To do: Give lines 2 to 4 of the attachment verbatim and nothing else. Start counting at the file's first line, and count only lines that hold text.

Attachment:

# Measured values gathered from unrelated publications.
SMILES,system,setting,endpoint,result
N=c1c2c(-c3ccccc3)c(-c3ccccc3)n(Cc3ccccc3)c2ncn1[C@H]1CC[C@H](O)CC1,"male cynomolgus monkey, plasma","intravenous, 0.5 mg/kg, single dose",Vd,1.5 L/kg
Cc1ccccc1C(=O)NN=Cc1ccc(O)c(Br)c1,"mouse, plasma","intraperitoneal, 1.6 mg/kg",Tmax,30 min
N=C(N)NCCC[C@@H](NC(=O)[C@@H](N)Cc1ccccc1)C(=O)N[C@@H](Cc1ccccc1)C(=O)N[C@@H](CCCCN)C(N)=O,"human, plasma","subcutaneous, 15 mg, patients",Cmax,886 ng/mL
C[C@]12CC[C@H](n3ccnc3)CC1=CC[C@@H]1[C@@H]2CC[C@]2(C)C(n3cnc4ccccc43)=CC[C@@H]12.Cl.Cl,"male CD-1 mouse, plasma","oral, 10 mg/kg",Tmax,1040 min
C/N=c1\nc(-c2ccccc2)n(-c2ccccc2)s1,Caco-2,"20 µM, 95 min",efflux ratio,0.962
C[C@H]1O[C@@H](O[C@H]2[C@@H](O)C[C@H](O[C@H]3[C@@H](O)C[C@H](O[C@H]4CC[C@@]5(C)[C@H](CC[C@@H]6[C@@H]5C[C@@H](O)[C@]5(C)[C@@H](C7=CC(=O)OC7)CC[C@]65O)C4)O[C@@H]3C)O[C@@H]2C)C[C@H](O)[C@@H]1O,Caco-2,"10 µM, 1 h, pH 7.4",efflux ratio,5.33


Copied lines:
SMILES,system,setting,endpoint,result
N=c1c2c(-c3ccccc3)c(-c3ccccc3)n(Cc3ccccc3)c2ncn1[C@H]1CC[C@H](O)CC1,"male cynomolgus monkey, plasma","intravenous, 0.5 mg/kg, single dose",Vd,1.5 L/kg
Cc1ccccc1C(=O)NN=Cc1ccc(O)c(Br)c1,"mouse, plasma","intraperitoneal, 1.6 mg/kg",Tmax,30 min